Kiera Brew Kurec 6:06
I love that!

Nick Breedon 6:07
That sounds like a lot.

Amrita Hepi 6:08
Yeah, yeah, just a few things (Laughter)

Nick Breedon 6:13
Do you mind sharing with us how your routine at home has changed since locked down. And now that we’re back in lockdown Again?.

Amrita Hepi 6:21
I feel like because I’m not, I’m not having to physically necessarily be in the studio with other people that changed things. I was also meant to move into Gertrude Contemporary, as one of the studio artists. And to do that my plan was I recently moved from Sydney, to Melbourne. And I was like, right, I’m 30 years old it’s time to get your license and Amrita, you looser (Laughter) and buy a car. So I was like really committed, I’ve moved to Kensington, really committed to getting my license. And then I would I was like, because it’s too far, it’s too bloody far to go from Kensington to Preston every day on a bike like, I don’t know, maybe I’m just lazy but and then you know, you stay in the studio odd hours. And it’s time to get a car anyway. So I couldn’t I can’t get my license, I can’t do my test, I can’t do any of the driving lessons, I now have to wait another four months until I can get my license, which is really impeded me getting into the studio, public transport I don’t feel I really an option. My bike got stolen yesterday.

Nick Breedon 7:36
Oh no!

Amrita Hepi 7:36
I know! II really have to try to set up a routine. And I’m really like longing to be in a studio and have an kind of have like a some kind of shared sense of camaraderie, even if we’re not really allowed to talk to each other that much or see each other. So I’ve just had to like be Yeah, it’s like, no real routine, but it’s very much guided by talking to lovely people like yourself and being in meetings and then try to like, do my work at home and then try to get outside at least two times a day. And that’s like the routine. Yeah, yeah, I think and it’s kind of my flatmate as well. I moved in with one other person, which I’m really grateful for. And she seems super understanding and lovely. And she gives me lots of space so it’s good. Again, to say guided by my interactions with other people, which I guess is not, yeah, which is not that different from before.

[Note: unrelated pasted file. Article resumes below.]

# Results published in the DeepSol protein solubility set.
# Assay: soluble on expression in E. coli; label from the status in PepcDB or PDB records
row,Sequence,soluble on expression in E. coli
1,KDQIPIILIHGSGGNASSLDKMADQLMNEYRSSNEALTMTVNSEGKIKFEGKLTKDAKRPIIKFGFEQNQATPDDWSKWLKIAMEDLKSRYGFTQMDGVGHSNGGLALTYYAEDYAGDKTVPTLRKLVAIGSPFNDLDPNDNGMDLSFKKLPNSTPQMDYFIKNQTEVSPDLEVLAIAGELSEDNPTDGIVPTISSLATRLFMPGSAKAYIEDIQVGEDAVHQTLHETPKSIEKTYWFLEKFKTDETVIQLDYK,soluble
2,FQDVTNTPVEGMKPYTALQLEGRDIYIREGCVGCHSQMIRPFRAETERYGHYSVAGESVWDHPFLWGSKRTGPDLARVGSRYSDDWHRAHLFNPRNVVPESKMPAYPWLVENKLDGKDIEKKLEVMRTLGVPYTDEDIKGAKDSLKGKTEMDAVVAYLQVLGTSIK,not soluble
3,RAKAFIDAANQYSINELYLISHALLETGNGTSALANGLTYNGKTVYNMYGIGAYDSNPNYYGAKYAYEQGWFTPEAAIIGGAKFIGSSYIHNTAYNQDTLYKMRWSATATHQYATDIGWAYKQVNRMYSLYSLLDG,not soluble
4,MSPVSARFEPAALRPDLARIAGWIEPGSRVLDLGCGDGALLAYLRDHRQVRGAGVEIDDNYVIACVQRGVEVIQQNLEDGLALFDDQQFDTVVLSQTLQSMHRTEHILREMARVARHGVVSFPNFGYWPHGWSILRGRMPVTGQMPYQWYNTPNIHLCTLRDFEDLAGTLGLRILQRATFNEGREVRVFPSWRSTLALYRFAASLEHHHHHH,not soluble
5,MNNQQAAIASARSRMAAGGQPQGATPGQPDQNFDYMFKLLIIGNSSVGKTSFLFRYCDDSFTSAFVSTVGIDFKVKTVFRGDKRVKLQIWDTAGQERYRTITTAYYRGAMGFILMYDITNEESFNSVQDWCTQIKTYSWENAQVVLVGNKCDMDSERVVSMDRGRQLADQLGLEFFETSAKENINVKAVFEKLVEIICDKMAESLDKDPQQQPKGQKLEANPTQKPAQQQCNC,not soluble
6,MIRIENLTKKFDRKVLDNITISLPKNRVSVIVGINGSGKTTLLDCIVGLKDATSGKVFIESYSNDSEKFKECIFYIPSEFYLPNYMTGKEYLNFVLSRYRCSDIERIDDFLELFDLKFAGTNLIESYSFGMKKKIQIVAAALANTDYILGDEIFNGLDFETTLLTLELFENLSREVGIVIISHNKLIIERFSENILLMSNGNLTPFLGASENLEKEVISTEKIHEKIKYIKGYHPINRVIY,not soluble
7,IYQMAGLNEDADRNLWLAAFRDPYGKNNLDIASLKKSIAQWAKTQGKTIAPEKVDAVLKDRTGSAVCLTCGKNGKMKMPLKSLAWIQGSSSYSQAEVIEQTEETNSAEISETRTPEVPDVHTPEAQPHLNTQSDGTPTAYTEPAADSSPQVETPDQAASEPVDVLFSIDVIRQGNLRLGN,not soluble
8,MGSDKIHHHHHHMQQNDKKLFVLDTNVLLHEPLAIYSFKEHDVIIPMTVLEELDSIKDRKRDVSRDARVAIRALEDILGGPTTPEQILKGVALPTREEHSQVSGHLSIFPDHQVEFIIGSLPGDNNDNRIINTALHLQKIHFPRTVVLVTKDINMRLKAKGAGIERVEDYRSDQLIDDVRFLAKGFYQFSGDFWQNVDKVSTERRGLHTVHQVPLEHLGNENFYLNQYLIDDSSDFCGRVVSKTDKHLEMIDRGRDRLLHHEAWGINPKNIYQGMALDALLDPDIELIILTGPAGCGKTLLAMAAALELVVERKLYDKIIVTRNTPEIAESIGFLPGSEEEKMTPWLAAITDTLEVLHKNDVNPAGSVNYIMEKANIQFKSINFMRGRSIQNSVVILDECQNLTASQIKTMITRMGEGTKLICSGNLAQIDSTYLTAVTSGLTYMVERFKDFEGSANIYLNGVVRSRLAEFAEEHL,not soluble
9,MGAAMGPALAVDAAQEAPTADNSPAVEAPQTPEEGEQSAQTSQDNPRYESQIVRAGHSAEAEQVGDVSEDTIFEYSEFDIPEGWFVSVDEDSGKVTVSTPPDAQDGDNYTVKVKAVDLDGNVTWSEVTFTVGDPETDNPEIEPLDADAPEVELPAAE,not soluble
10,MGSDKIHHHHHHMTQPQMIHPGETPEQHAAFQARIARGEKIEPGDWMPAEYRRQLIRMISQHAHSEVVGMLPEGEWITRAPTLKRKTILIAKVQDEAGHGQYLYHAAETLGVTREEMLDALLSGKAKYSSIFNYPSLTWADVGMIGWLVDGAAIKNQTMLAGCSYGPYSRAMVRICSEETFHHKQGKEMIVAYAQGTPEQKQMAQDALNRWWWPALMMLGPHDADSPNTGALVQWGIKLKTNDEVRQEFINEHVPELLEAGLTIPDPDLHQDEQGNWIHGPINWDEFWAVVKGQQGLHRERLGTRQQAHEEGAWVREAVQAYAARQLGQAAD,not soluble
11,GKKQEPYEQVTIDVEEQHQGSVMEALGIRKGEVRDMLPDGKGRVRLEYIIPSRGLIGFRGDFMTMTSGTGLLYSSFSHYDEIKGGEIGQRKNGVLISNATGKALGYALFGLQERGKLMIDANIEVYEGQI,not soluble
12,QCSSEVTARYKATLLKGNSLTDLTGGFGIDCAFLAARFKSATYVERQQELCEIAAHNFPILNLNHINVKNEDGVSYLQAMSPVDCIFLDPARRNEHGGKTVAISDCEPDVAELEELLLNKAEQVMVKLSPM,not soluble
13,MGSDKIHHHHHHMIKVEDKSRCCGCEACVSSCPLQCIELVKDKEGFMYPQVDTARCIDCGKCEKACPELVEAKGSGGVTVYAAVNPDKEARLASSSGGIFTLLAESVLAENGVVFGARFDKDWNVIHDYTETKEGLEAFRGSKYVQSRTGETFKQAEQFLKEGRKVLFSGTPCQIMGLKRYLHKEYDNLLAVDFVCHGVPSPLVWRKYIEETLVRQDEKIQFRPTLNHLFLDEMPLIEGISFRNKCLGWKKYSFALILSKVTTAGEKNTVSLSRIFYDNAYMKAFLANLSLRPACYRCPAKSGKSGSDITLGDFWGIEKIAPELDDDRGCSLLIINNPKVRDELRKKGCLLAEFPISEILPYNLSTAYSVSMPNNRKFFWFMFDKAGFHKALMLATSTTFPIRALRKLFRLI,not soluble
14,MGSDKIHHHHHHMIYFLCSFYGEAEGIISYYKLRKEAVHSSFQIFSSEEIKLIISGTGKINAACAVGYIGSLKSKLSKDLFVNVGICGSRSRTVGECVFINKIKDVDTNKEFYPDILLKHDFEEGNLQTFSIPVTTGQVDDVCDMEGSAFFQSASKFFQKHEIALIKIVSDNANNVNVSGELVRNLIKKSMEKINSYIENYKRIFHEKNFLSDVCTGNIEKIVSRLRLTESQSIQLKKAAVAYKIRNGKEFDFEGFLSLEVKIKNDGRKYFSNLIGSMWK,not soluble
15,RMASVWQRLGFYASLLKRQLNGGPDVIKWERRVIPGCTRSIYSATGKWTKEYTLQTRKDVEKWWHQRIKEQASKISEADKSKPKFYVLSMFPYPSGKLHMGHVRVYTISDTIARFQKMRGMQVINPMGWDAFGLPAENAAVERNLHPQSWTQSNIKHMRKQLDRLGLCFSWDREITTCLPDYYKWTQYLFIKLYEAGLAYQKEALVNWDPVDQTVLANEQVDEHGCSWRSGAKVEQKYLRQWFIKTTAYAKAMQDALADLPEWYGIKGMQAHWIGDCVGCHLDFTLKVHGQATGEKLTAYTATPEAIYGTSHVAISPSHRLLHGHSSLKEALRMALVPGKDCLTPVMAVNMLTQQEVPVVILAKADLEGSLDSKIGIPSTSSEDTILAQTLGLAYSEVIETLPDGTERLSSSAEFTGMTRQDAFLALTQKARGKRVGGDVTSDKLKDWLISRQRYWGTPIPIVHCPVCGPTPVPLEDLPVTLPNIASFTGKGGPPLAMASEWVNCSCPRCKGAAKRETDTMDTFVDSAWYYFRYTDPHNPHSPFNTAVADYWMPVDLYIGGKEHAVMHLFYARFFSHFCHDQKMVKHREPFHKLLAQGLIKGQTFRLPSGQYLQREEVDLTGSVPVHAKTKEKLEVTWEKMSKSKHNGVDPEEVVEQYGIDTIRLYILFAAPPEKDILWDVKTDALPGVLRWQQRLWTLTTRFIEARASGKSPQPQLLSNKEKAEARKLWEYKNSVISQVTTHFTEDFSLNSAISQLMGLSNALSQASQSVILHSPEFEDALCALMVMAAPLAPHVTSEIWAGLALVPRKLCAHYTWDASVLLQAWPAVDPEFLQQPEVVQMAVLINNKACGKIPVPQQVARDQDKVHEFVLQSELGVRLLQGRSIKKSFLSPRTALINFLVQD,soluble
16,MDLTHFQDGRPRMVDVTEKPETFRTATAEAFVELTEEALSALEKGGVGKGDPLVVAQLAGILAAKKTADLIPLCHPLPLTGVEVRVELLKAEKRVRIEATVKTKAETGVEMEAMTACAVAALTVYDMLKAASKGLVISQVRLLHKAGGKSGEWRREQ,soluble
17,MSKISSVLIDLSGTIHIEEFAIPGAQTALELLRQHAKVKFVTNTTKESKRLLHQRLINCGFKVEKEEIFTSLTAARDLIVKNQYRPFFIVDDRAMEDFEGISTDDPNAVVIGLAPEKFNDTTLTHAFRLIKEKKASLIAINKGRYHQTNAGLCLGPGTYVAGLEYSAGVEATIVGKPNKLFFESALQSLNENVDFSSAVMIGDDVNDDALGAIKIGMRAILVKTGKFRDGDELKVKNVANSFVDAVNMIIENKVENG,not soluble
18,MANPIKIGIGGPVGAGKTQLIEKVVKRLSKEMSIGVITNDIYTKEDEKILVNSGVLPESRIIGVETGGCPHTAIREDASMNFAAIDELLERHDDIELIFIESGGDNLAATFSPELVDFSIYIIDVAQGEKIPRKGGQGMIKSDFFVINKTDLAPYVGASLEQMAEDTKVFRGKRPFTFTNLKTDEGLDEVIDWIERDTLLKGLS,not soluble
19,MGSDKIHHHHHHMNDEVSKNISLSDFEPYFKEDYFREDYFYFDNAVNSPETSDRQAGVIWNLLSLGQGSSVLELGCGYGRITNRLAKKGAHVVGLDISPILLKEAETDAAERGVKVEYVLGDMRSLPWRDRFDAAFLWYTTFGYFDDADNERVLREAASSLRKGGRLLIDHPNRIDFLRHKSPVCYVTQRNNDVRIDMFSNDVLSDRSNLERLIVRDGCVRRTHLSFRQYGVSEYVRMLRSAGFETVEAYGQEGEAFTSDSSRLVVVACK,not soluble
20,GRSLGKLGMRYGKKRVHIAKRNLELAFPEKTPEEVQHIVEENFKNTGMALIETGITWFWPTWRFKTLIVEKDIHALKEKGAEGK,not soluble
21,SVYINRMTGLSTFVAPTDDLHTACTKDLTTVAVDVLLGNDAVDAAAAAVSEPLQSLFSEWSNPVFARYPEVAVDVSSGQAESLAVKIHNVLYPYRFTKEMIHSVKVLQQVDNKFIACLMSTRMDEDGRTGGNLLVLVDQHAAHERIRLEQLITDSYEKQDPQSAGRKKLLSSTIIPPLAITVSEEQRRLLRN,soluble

I’m wondering if you wouldn’t mind sharing with us if there’s anything that you’re currently worried about?

Hmm, yeah. Like, when… will this be over!? Will it ever end? Yeah, I’m worried. I guess I’m, I’m worried and I’m also at the same time enthused so I’m worried about how, how and when will we meet in a live capacity in regards to dance and art and being together? I’m worried that when the world starts back up, again, we’re going to be on double speed, you know, in order to like, try and compensate for what was like, lost or, or stagnant, which actually, isn’t that, you know, how lives aren’t paused right now, they’re continuing and I just, I worry that like, there’s gonna be some kind of push for a further optimization in the future that people like will be able to kind of Like, what do I say, like a justify, in some reason that we should have to go at another speed because, I mean, you would notice, I think it’s like artists that maybe it’s kind of the world underneath a group of different forces – capitalism -, that that really propel us to work at alarming speed. So, you know, maybe it’s good, I didn’t get my licence and then I’m allowed to be lazy at home for a little bit, I really need to focus on that. So that’s my worry is the rhythm becomes unbearable yet again. And, …… to the people are paranoid about touch and being around other people and think we’re already paranoid enough. And maybe I’m just thinking about myself, but there is a Yeah, I love, I hate people and I love people and I still want to be around them.